For a property developer, commercial property owner, business owner, or nonprofit looking to clean up a contaminated site or restore property in an economically distressed area (EDA), there are attractive financial incentives to help get the job done. Thanks to Brownfields tax credits offered by states like Massachusetts as well as the federal government (via the EPA), you can launch or participate in a Brownfields project and recognize significant return on your investment.
When acquiring a site for development, a potentially costly risk is having to clean up hazardous waste and/or remediate environmental dangers within the site’s boundaries. That is why you must have a professional environmental services company perform an environmental site assessment (ESA) prior to acquiring the site in question to minimize your risk.
When hiring an environmental services provider, it is critical that you control several factors to keep costs down and arrive at results as fast as possible, without sacrificing quality. Four factors are critical to selecting the right provider to cost-efficiently succeed at a high-quality environmental site assessment (ESA). They include the following:
Topics: Commercial Real Estate
Before leasing commercial or industrial property for a new business operation, prospective lessees should consider environmental due diligence to be just as important as if they were buying the real estate concerned. One of the most prudent measures that a potential lessee can take is to have a Phase I Environmental Site Assessment (ESA)performed to identify any actual or potential environmental contamination.
Environmental Site Assessments (ESAs) help to safeguard commercial/industrial real estate buyers against liability for cleaning up hazardous environmental contaminants. While these assessments, such as the Phase I ESA, tend to focus on the presence or likely presence of any hazardous substances or petroleum products in, on, or at a property, buyers should be aware of the risks of future vapor encroachment from nearby properties.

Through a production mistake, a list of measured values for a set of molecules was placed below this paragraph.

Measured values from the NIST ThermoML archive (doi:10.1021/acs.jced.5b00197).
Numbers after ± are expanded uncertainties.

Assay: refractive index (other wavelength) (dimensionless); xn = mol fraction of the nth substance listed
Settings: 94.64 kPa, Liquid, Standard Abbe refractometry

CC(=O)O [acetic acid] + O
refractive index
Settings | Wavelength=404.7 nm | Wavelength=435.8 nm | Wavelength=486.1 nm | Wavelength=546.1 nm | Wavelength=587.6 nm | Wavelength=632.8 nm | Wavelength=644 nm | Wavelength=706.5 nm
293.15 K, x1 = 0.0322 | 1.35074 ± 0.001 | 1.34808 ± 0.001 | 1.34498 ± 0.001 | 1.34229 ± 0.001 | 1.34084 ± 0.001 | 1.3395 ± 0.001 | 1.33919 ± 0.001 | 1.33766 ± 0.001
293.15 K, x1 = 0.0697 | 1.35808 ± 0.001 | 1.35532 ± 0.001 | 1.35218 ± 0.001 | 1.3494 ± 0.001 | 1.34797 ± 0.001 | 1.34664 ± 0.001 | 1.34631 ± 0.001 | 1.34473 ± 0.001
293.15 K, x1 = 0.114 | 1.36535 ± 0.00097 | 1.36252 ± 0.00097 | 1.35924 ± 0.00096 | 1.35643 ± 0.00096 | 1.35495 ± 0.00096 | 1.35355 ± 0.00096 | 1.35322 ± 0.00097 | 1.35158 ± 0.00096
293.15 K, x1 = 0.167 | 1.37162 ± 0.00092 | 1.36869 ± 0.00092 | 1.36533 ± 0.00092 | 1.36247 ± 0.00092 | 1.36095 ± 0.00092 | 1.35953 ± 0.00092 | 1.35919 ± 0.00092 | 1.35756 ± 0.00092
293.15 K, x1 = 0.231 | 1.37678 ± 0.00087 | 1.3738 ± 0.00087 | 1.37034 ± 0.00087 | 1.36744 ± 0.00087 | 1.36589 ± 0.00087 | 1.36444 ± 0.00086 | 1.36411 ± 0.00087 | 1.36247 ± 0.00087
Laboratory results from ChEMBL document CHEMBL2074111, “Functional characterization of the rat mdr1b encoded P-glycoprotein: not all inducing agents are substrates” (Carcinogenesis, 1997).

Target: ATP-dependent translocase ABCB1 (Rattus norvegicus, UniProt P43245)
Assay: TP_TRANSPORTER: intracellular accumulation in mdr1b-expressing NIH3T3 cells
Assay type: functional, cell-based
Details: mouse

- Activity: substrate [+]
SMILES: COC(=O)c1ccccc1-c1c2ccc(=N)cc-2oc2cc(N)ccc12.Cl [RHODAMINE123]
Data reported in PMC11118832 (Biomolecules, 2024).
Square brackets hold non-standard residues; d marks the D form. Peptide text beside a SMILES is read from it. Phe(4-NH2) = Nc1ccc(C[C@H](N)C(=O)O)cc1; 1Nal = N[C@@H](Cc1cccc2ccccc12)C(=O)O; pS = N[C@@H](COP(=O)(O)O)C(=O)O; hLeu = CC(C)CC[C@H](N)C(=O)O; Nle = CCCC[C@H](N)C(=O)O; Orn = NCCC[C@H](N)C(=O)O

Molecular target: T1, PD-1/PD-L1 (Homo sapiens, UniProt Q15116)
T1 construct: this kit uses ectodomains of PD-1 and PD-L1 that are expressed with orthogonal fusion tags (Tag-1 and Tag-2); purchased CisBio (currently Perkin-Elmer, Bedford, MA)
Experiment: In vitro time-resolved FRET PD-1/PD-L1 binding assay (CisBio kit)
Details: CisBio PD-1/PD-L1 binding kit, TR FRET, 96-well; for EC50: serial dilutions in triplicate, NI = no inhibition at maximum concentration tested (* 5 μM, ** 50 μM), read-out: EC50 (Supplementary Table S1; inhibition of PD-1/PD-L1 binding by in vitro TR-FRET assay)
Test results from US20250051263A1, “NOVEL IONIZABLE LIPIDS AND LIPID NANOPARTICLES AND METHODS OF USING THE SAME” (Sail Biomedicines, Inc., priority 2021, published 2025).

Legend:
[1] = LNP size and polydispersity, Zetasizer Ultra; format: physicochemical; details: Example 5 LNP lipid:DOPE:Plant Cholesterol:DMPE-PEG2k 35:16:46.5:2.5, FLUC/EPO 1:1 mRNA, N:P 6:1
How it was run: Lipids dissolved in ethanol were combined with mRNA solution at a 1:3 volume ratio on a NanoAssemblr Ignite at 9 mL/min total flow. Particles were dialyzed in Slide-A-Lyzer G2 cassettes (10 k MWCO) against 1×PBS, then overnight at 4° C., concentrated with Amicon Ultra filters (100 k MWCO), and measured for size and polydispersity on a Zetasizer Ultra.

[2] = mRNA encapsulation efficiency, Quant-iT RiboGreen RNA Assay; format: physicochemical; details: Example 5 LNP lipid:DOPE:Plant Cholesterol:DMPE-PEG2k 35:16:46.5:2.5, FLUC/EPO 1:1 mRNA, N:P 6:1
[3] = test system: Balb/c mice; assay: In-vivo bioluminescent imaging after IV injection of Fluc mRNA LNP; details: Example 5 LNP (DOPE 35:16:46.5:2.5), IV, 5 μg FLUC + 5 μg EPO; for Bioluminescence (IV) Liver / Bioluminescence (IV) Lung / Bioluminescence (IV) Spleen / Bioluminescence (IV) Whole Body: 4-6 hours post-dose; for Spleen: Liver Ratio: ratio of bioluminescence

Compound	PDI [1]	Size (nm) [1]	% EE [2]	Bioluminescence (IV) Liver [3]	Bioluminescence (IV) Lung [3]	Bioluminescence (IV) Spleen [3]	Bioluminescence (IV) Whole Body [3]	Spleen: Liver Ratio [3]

If you're purchasing commercial property to start or expand your business, you should be aware of possible environmental hazards and potential site contamination. Under federal (and several state) laws, business owners can be held responsible for the cleanup of environmental contamination on their property, regardless if it was caused by a prior owner or tenant. Because of this, the Environmental Protection Agency (EPA) recommends hiring professional consultants to conduct an Environmental Site Assessment (ESA) on property you are planning to purchase.
The Massachusetts Underground Storage Tank Program (the “21J program”) was established in 1991 by Massachusetts General Laws Chapter 21J. The purpose of the 21J program is to "prevent the need for environmental cleanup actions and to expedite environmental cleanup actions by providing partial reimbursement to owners or operators of underground storage tanks … for costs, expenses and other obligations incurred as a result of releases of petroleum products …” from their underground storage tank (“UST”) systems. (Emphasis added).
Whether you are a corporate real estate professional, an investor, a lender, or an environmental consultant, you should be aware that on December 30, 2013, the Environmental Protection Agency (EPA) took final action and amended the “All Appropriate Inquiries Rule” at 40 CFR Part 312 to reference the ASTM 1527-13 “Standard Practice for Environmental Site Assessments: Phase I Environmental Site Assessment Process.” In doing so, the EPA has made it clear that anyone conducting all appropriate inquires may use the procedures included in this standard to comply with the All Appropriate Inquiries Rule.
Whether you are a corporate real estate professional, an investor, a lender, or an environmental consultant, you should be aware of the new changes for conducting Phase I Environmental Site Assessments (ESAs). The ASTM E1527-13 Standard Practice for Environmental Site Assessments: Phase I Environmental Site Assessment Process has been published. From a user’s perspective, some of the biggest changes you need to be aware of are changes to the definition of the terms “recognized environmental condition” (REC) and “historical recognized environmental condition” (HREC), as well as the addition of a new term “controlled recognized environmental condition” (CREC).
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